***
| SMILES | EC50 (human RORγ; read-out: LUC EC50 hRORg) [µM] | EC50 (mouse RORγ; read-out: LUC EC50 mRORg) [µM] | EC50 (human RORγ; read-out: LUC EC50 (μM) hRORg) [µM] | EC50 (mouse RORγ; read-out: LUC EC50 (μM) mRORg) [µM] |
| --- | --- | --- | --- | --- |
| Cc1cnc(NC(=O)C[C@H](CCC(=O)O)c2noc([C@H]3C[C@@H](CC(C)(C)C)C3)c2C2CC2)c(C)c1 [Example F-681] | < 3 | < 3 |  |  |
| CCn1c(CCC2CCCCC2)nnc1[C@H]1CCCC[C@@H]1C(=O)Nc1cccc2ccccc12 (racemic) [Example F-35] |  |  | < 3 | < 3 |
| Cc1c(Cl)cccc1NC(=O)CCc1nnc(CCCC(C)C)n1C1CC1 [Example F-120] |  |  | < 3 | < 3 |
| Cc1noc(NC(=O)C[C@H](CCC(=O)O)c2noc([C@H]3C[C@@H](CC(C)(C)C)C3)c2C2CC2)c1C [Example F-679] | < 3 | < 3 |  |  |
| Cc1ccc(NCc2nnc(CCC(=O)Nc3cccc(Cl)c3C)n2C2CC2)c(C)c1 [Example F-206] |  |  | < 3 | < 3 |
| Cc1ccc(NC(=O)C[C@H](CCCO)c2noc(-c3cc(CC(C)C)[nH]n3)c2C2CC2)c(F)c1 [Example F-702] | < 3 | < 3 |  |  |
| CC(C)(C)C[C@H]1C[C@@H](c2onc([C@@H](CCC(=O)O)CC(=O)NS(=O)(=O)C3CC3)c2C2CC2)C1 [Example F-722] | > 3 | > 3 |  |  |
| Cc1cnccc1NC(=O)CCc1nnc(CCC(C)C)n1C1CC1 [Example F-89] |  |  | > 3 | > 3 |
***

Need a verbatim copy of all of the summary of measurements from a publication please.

| SMILES | EC50 (human RORγ; read-out: LUC EC50 hRORg) [µM] | EC50 (mouse RORγ; read-out: LUC EC50 mRORg) [µM] | EC50 (human RORγ; read-out: LUC EC50 (μM) hRORg) [µM] | EC50 (mouse RORγ; read-out: LUC EC50 (μM) mRORg) [µM] |
| --- | --- | --- | --- | --- |
| Cc1cnc(NC(=O)C[C@H](CCC(=O)O)c2noc([C@H]3C[C@@H](CC(C)(C)C)C3)c2C2CC2)c(C)c1 [Example F-681] | < 3 | < 3 |  |  |
| CCn1c(CCC2CCCCC2)nnc1[C@H]1CCCC[C@@H]1C(=O)Nc1cccc2ccccc12 (racemic) [Example F-35] |  |  | < 3 | < 3 |
| Cc1c(Cl)cccc1NC(=O)CCc1nnc(CCCC(C)C)n1C1CC1 [Example F-120] |  |  | < 3 | < 3 |
| Cc1noc(NC(=O)C[C@H](CCC(=O)O)c2noc([C@H]3C[C@@H](CC(C)(C)C)C3)c2C2CC2)c1C [Example F-679] | < 3 | < 3 |  |  |
| Cc1ccc(NCc2nnc(CCC(=O)Nc3cccc(Cl)c3C)n2C2CC2)c(C)c1 [Example F-206] |  |  | < 3 | < 3 |
| Cc1ccc(NC(=O)C[C@H](CCCO)c2noc(-c3cc(CC(C)C)[nH]n3)c2C2CC2)c(F)c1 [Example F-702] | < 3 | < 3 |  |  |
| CC(C)(C)C[C@H]1C[C@@H](c2onc([C@@H](CCC(=O)O)CC(=O)NS(=O)(=O)C3CC3)c2C2CC2)C1 [Example F-722] | > 3 | > 3 |  |  |
| Cc1cnccc1NC(=O)CCc1nnc(CCC(C)C)n1C1CC1 [Example F-89] |  |  | > 3 | > 3 |